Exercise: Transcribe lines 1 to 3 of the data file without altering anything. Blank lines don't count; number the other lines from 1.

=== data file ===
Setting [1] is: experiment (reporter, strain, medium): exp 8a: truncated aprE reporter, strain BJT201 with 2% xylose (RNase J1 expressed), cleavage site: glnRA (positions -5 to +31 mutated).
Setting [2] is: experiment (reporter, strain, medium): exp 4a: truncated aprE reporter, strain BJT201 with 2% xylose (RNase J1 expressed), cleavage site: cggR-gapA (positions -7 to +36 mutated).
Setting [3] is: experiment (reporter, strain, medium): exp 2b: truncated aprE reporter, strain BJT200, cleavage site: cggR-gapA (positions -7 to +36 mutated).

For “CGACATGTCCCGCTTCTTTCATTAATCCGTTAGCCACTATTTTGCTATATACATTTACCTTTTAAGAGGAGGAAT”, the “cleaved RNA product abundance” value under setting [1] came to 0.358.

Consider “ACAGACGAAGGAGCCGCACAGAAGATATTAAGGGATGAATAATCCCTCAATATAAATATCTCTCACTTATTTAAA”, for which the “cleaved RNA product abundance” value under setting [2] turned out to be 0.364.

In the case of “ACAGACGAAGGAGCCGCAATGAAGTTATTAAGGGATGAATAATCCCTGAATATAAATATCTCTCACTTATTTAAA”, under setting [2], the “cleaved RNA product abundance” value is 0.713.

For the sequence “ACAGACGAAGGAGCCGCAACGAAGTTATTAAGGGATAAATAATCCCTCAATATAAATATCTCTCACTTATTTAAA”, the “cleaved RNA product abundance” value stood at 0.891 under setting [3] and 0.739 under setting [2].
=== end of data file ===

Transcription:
Setting [1] is: experiment (reporter, strain, medium): exp 8a: truncated aprE reporter, strain BJT201 with 2% xylose (RNase J1 expressed), cleavage site: glnRA (positions -5 to +31 mutated).
Setting [2] is: experiment (reporter, strain, medium): exp 4a: truncated aprE reporter, strain BJT201 with 2% xylose (RNase J1 expressed), cleavage site: cggR-gapA (positions -7 to +36 mutated).
Setting [3] is: experiment (reporter, strain, medium): exp 2b: truncated aprE reporter, strain BJT200, cleavage site: cggR-gapA (positions -7 to +36 mutated).